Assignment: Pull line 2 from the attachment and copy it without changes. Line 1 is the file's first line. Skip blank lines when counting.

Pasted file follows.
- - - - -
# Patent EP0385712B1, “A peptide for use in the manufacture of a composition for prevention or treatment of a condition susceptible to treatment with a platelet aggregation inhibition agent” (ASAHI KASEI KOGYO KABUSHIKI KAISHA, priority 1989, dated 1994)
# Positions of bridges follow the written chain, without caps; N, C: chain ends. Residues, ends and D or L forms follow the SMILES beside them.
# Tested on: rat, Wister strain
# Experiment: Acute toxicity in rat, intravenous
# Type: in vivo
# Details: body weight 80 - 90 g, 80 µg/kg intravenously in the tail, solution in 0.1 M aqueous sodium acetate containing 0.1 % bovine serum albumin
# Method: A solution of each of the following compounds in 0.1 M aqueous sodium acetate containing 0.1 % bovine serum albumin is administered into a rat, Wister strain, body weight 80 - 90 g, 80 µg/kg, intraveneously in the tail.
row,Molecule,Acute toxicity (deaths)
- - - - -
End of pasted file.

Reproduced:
# Positions of bridges follow the written chain, without caps; N, C: chain ends. Residues, ends and D or L forms follow the SMILES beside them.